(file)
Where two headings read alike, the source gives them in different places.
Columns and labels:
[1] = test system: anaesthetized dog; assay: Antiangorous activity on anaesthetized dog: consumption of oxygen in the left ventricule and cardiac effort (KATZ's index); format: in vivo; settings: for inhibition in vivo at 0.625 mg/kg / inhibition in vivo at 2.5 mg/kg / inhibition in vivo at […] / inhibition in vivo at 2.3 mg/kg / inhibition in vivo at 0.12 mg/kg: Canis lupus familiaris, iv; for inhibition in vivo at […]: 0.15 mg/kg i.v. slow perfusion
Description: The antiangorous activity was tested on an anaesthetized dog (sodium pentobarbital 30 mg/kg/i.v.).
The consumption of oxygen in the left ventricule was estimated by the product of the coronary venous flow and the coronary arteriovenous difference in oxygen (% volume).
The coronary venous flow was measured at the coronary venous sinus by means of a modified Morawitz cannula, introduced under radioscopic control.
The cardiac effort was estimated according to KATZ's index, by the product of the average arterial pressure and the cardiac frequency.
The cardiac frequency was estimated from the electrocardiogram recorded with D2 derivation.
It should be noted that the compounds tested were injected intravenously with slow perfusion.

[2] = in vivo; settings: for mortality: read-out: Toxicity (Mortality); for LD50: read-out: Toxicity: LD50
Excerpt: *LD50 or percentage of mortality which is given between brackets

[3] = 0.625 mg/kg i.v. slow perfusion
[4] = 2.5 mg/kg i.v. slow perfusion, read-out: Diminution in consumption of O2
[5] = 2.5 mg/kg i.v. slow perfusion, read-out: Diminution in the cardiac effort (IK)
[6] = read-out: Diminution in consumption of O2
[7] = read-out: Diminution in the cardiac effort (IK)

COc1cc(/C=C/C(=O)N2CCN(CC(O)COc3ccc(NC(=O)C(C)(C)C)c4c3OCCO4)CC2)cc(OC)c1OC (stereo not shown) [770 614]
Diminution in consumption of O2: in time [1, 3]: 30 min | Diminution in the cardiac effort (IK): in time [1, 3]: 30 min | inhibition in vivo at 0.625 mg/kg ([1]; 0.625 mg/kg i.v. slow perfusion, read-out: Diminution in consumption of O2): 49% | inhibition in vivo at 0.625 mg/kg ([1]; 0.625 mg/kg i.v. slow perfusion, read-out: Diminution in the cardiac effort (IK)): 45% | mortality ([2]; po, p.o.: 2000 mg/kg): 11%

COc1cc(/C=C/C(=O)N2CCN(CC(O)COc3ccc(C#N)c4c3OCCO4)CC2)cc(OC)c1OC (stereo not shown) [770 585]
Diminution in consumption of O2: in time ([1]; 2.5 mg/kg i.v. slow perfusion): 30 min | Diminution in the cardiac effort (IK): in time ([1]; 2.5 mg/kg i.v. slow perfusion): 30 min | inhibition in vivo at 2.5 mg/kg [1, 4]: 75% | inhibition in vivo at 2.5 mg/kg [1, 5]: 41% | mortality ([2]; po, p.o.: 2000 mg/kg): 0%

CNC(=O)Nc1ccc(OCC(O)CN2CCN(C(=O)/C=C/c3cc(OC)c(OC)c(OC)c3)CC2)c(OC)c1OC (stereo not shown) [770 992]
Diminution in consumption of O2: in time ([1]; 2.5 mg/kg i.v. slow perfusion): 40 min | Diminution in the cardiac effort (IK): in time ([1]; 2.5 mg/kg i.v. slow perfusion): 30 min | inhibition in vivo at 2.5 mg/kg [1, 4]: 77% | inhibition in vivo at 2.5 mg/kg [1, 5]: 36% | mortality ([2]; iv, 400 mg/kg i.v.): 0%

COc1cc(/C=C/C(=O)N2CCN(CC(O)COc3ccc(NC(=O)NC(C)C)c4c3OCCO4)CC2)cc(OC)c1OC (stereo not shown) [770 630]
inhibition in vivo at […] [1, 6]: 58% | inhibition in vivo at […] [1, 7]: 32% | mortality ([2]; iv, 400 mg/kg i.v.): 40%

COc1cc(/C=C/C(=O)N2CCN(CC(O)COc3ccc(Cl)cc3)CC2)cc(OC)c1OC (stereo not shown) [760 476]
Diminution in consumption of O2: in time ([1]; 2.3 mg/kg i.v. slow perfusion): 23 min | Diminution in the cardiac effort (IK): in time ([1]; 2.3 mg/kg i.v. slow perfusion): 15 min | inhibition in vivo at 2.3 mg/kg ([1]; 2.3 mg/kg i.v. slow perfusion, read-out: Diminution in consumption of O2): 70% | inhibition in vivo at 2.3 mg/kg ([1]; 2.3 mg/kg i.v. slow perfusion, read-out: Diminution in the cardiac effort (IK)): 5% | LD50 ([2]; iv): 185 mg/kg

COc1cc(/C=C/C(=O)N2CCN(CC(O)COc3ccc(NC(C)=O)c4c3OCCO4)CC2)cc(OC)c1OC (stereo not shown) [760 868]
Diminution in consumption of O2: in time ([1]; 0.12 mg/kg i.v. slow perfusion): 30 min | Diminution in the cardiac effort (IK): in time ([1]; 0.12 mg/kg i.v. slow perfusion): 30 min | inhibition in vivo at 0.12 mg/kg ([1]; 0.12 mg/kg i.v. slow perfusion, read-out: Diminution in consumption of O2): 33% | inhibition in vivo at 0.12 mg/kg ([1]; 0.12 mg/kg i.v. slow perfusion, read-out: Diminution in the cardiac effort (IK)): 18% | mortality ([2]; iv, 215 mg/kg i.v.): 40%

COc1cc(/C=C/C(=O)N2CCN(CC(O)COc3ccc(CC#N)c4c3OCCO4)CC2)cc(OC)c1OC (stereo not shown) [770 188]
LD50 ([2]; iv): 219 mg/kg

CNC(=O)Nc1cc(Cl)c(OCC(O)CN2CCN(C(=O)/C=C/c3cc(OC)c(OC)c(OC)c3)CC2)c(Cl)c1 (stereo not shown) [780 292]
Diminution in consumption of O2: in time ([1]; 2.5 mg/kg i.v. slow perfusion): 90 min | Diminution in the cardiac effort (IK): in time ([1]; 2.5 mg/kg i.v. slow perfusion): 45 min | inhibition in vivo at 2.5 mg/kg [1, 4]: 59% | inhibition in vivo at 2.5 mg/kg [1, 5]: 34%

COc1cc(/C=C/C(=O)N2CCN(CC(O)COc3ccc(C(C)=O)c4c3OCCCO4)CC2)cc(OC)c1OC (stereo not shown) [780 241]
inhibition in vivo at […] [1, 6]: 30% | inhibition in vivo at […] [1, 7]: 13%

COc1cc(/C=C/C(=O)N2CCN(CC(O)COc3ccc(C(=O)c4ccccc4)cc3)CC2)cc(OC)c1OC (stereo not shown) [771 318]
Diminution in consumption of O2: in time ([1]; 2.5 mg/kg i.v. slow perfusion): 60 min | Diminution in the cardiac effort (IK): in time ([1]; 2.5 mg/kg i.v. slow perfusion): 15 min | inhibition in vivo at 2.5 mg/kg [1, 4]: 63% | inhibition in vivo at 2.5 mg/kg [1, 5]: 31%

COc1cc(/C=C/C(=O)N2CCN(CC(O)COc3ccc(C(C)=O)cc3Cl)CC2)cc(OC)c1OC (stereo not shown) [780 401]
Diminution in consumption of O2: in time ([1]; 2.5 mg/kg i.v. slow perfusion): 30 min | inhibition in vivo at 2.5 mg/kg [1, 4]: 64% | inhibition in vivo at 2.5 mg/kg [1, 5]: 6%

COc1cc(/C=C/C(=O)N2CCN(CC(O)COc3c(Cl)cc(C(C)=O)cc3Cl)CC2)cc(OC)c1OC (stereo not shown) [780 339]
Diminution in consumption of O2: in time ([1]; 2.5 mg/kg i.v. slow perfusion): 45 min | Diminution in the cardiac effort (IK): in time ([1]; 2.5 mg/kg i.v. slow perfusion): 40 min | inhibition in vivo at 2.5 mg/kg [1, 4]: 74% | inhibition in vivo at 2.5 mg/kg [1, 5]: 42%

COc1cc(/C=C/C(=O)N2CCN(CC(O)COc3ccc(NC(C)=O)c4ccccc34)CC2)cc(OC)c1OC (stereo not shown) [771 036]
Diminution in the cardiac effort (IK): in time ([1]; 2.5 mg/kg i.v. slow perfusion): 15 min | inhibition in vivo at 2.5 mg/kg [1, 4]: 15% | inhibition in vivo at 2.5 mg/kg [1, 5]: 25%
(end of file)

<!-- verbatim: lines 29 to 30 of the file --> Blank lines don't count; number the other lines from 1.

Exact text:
COc1cc(/C=C/C(=O)N2CCN(CC(O)COc3ccc(CC#N)c4c3OCCO4)CC2)cc(OC)c1OC (stereo not shown) [770 188]
LD50 ([2]; iv): 219 mg/kg